While not especially grim, the NWT Bureau of Statistics update on the territory’s labour force doesn’t paint a picture of a booming region.
The territorial employment rate has dropped 3.5 per cent in the last 12 months due in part to less government employment but mostly to less people looking for work, according to the results of the NWT Bureau of Statistics’ August 2017 labour force activity survey.
Even in the summer, when the employment rate usually spikes with post-secondary students returning north from school, this year’s spike was less dramatic than in previous years, although this may be attributable to less students looking for work than less positions available.
According to Ngan Trinh, senior communications officer for the Department of Finance, there have been no changes to the GNWT’s summer student employment program.
“In spite of difficult fiscal times, the GNWT is committed to student employment,” she wrote in an email response to News/North’s questions, going on to say 349 students were employed this year.
In Hay River, town executive assistant Stacey Barnes said the municipality didn’t have any trouble funding summer student positions this year. “In fact, we were looking for summer students a lot of the summer,” says Barnes.
She said there hasn’t been any noticeable decrease in job opportunities in Hay River.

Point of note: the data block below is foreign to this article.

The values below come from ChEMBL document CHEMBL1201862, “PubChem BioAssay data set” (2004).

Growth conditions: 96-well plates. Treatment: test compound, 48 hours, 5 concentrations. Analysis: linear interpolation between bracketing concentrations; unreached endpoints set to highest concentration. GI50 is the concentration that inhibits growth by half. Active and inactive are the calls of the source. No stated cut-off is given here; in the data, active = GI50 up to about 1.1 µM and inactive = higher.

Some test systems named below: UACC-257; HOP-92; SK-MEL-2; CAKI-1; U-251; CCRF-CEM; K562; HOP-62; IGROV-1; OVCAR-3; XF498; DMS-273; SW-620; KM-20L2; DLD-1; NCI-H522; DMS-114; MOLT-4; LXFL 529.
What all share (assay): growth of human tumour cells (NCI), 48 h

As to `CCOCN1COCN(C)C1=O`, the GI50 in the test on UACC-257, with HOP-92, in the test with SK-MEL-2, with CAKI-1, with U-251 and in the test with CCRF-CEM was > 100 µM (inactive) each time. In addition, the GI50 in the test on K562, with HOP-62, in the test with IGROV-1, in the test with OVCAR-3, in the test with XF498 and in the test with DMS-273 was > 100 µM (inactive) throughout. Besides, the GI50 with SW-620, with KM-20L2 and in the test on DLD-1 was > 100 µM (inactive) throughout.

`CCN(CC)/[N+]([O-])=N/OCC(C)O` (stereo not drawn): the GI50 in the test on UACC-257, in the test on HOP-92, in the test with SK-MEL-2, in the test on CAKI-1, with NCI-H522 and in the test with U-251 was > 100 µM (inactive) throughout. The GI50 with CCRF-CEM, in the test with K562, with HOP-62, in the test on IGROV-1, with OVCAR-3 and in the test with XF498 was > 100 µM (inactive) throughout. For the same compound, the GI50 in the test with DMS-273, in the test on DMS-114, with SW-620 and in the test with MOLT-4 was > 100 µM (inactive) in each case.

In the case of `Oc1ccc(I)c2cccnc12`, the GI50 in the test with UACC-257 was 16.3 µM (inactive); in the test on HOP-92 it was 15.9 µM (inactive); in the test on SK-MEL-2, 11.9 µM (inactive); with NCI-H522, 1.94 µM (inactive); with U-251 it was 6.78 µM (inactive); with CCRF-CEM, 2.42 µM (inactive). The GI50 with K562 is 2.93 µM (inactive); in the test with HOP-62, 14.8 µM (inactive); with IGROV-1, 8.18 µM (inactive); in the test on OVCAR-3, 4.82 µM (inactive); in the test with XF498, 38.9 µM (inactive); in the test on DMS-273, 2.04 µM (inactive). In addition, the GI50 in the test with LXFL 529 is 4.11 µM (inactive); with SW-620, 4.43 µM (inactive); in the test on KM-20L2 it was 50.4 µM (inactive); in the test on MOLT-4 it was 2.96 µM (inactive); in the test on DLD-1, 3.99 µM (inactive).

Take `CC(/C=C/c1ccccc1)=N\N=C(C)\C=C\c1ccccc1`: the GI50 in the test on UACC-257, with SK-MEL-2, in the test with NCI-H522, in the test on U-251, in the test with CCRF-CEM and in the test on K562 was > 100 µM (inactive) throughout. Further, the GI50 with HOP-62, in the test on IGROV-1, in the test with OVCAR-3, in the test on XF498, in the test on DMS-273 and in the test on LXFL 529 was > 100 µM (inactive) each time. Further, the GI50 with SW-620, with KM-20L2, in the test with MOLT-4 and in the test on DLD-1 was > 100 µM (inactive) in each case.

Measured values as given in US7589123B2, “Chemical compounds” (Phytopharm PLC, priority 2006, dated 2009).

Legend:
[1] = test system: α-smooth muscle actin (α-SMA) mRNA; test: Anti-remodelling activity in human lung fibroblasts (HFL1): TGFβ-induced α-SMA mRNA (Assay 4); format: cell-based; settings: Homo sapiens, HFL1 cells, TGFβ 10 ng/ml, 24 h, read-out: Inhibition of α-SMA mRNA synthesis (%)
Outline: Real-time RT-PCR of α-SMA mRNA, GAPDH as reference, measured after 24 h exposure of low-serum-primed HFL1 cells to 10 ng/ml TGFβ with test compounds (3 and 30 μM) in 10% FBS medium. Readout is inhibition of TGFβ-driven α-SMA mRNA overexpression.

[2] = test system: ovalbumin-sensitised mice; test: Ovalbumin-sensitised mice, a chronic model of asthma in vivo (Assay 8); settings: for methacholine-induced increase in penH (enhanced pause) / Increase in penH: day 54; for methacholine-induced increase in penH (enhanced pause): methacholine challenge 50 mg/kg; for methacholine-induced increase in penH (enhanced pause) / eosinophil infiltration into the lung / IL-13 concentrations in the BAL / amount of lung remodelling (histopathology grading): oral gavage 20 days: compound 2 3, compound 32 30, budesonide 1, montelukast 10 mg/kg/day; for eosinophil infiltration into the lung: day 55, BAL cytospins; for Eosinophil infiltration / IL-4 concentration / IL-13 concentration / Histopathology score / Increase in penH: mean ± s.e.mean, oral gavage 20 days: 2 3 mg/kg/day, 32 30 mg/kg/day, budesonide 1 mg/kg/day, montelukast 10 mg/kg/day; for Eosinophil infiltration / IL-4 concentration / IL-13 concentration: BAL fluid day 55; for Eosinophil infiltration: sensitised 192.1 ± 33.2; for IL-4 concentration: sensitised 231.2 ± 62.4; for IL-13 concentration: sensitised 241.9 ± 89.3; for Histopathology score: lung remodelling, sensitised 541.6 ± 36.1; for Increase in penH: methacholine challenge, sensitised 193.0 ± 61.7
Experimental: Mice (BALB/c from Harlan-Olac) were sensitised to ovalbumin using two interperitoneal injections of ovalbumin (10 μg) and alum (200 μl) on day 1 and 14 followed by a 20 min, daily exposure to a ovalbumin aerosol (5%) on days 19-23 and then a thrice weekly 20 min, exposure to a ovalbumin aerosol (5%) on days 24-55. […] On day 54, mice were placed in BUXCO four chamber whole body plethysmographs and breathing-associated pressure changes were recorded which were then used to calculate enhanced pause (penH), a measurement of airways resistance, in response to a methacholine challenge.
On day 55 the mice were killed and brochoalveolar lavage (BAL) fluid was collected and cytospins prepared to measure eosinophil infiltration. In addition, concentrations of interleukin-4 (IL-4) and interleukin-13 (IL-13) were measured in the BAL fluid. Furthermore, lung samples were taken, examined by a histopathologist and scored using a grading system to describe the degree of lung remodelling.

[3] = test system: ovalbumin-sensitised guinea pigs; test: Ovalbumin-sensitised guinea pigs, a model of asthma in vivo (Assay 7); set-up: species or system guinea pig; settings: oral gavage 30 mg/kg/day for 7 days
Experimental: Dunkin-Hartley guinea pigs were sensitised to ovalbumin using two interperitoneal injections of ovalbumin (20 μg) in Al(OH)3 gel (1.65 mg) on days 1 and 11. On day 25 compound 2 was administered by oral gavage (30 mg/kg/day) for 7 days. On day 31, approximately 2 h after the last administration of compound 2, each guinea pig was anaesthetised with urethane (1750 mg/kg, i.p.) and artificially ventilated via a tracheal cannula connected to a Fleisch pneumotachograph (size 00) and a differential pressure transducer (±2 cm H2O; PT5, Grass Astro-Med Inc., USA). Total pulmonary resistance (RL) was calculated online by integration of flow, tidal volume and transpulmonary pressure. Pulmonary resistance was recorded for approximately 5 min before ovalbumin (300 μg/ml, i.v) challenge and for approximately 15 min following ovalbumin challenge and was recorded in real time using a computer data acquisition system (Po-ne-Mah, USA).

The territory’s employment rate was at 68.1 per cent as of August of this year. Any decrease has been outside of Yellowknife, as the report states the capital’s employment rate has remained unchanged. The employment rate is the ratio of the employed to the working-age population, so there are more factors in this number than just people not being able to find work.
In fact, at 1,400, the number of people unemployed, despite looking for work, has decreased from 1,900 in August 2016. The survey attributes much of this drop to people leaving the labour force – in other words, no longer looking for work.
The report states the number of people employed in the private sector, and self-employed, actually grew by 400 and 200 respectively, but those increases were offset by a decline in public service employment.
NWT Bureau of Statistics resource statistician Knox Makumbe said that because the numbers are so small, all data on public service jobs get lumped together and the bureau was unable to provide a breakdown of whether the decrease was mainly municipal, territorial or federal.
The survey, conducted by Statistics Canada as an extension of their national polling, does not include job vacancy rates to contrast its employment numbers.
Earlier this year, the GNWT released a belt-tightening budget which included job cuts. Sixty-five positions were to be eliminated in this fiscal year.
Trinh says these losses are to be offset by the creation of new jobs. That includes a forecast of 23 positions for the new health centre set to open this fall in Norman Wells, which will lead to 17 more positions total than last year.
“We will make every reasonable effort to retain affected employees as a part of the GNWT public service,” Trinh wrote.